Out of a tangled skein of observations of animal communication, some common strands emerge. The profound effect of human language on human thought positively leaps out. Humans--no matter where we live--acquire an incredibly complex language so early in life that it colors everything we think. In fact, memories of events that occurred before we had words to describe them remain hazy and vague--if we can remember any such early events at all. And we are so steeped in our ability to symbolize reality that we tend to forget the difference between the symbol and the reality.
It's no wonder, then, that we think of animal communication in terms of human language. We tend to measure animals' ways of communicating against the "standard" of human language. Scientists, linguists and philosophers argue about whether apes can truly communicate in human sign language or with arbitrary symbols organized in a humanlike grammar. But we know relatively little about apes' natural modes of communication
Humans harbor an acute conscious awareness of communicating. But do animals? A wide spectrum of conscious awareness exists between the extremes of composing a sonnet and an unconscious knee-jerk reflex, but scientists and philosophers have laid animal communication at each end. A safe stance would call animal communication neither a poem nor a twitch. But placing animal communication more precisely on the spectrum may prove difficult. Even in the case of talking parrots, the animals best able to imitate human language, and the great apes, our nearest relatives and probably the "smartest" non-human animals, we know little about how conscious they are of communicating, and researchers do not agree on how much their behavior resembles human language.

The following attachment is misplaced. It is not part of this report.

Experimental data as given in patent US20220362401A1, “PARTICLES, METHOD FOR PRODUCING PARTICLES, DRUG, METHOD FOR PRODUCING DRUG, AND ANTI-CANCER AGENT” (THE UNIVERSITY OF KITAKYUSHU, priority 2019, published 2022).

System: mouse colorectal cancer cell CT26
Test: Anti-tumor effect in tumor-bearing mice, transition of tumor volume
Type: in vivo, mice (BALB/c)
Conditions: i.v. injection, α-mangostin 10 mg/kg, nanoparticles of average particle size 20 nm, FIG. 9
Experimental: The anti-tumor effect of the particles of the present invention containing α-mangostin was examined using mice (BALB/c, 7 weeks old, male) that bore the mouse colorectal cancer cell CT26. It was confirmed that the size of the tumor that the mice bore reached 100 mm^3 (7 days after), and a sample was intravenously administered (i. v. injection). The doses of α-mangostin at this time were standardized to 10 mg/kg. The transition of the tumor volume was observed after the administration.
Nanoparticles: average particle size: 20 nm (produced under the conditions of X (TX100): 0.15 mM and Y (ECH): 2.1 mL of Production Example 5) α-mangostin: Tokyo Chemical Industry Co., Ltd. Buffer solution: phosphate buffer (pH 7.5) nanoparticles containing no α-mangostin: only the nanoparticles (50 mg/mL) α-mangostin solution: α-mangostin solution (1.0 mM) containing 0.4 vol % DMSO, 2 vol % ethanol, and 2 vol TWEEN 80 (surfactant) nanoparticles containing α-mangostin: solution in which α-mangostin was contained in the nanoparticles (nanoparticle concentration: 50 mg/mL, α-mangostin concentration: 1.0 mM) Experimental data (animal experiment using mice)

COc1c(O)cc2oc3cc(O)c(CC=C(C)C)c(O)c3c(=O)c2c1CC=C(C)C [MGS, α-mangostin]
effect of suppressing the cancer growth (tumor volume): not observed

Chapter 8 in our textbook does a great job at describing what nonverbal animal communication and how animals communicate. To learn more in depth about this topic read an excerpt from the book Animal Minds by Donald R. Griffin.